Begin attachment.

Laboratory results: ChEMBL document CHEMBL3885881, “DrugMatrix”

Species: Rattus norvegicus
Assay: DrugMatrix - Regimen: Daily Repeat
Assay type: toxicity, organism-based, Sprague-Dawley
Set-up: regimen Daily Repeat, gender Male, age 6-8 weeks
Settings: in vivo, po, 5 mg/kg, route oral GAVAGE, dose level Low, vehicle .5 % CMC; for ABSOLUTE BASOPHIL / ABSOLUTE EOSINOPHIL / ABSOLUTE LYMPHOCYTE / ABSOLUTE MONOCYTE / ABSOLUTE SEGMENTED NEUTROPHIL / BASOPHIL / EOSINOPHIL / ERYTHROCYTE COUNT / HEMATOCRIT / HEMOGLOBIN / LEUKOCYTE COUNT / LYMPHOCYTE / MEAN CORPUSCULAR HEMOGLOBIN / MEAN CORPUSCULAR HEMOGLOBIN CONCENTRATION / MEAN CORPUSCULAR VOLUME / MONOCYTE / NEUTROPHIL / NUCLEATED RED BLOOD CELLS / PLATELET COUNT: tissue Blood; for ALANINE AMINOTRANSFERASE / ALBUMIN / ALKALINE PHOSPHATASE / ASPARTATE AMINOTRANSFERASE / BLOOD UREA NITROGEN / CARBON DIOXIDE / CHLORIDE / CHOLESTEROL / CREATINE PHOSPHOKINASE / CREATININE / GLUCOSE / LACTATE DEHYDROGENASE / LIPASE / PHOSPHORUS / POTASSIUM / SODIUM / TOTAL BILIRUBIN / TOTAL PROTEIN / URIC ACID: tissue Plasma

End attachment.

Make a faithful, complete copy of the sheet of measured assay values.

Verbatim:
Laboratory results: ChEMBL document CHEMBL3885881, “DrugMatrix”

Species: Rattus norvegicus
Assay: DrugMatrix - Regimen: Daily Repeat
Assay type: toxicity, organism-based, Sprague-Dawley
Set-up: regimen Daily Repeat, gender Male, age 6-8 weeks
Settings: in vivo, po, 5 mg/kg, route oral GAVAGE, dose level Low, vehicle .5 % CMC; for ABSOLUTE BASOPHIL / ABSOLUTE EOSINOPHIL / ABSOLUTE LYMPHOCYTE / ABSOLUTE MONOCYTE / ABSOLUTE SEGMENTED NEUTROPHIL / BASOPHIL / EOSINOPHIL / ERYTHROCYTE COUNT / HEMATOCRIT / HEMOGLOBIN / LEUKOCYTE COUNT / LYMPHOCYTE / MEAN CORPUSCULAR HEMOGLOBIN / MEAN CORPUSCULAR HEMOGLOBIN CONCENTRATION / MEAN CORPUSCULAR VOLUME / MONOCYTE / NEUTROPHIL / NUCLEATED RED BLOOD CELLS / PLATELET COUNT: tissue Blood; for ALANINE AMINOTRANSFERASE / ALBUMIN / ALKALINE PHOSPHATASE / ASPARTATE AMINOTRANSFERASE / BLOOD UREA NITROGEN / CARBON DIOXIDE / CHLORIDE / CHOLESTEROL / CREATINE PHOSPHOKINASE / CREATININE / GLUCOSE / LACTATE DEHYDROGENASE / LIPASE / PHOSPHORUS / POTASSIUM / SODIUM / TOTAL BILIRUBIN / TOTAL PROTEIN / URIC ACID: tissue Plasma